Mailvelope: Encrypting Yahoo Email [Step-by-Step]

Published:16 April 2021 - 3 min. read

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If you love using Yahoo! Mail and don’t want to change your email provider anytime soon, that’s totally fine. But knowing that Yahoo! Mail doesn’t support email encryption to secure your email, would you choose personal preference over security? Well, hold your horses because Mailvelope will let you keep both.

Mailvelope is a web browser extension that supports end-to-end encryption to secure your emails without changing your preferred email provider. In this tutorial, Mailvelope was used to demonstrate encrypting emails on Yahoo! Mail, but the steps are almost identical if you’re using other email providers like Gmail and Outlook. So let’s get started!


Ensure that you have the requirements below and follow this step-by-step tutorial encrypting your emails with Mailvelope.

  • Mailvelope is a browser extension, and it works perfectly with Google Chrome, Mozilla Firefox, and Microsoft Edge. So long as you have an updated web browser, all should work smoothly.
  • Launch your web browser from your Desktop or Start menu then install Mailvelope extension.

What’s Great About Mailvelope?

Started by Thomas Oberndörfer in early 2012, Mailvelope has been a free and open-source project hosted in Github—meaning experts from around the globe can contribute to its development. Mailvelope makes it effortless to send and receive encrypted emails so long as you have the extension installed in your web browser.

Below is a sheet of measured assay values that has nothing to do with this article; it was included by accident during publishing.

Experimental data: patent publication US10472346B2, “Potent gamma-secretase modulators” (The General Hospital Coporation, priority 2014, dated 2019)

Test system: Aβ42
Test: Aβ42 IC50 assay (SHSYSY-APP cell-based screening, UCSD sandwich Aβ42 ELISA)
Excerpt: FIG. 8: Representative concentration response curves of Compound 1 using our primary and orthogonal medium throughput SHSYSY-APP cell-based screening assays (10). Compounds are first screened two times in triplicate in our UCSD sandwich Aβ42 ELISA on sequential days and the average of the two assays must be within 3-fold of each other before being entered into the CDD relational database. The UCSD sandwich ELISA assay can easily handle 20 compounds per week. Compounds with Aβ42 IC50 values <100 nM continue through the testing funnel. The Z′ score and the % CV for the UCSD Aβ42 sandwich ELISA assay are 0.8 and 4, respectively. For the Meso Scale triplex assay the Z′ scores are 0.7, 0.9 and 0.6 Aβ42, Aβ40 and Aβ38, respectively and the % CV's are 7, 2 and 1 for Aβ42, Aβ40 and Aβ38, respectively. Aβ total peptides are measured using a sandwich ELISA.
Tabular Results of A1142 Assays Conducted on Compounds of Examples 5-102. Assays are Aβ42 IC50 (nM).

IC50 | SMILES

Another reason why Mailvelope stands out is that it’s compatible with tons of email providers. And lastly, as previously mentioned, Mailvelope supports end-to-end encryption. Whether you’re sending sensitive personal information or confidential company data, all are kept secure as private in the true sense between the sender and recipient.

Encrypting Email with Yahoo! Mail using Mailvelope Browser Extension

End-to-end encryption is not a feature included in Yahoo! Mail, and that’s where Mailvelope will come in handy. Mailvelope is all you need if you’d like to keep it light with encrypting emails as you only need to make a few clicks—after installing Mailvelope, that is.

Note that end-to-end encryption only works if both the sender and recipient have Mailvelope installed in their web browsers and have generated their Keys.

Once you have Mailvelope installed on your web browser, follow the steps below.

1. Login to your Yahoo! Mail and click Compose at the top-left corner of the page, as shown below.

2. Click on Mailvelope’s icon at the top-right corner of your message editor. Doing this will open a separate Mailvelope email editor window which you’ll see on the next step.

Accessing Mailvelope to Encrypt Email
Accessing Mailvelope to Encrypt Email

3. As shown below, enter the recipient’s email address. The email address turns green when the recipient has an active Key in the Mailvelope server. Now, you may continue with the encryption.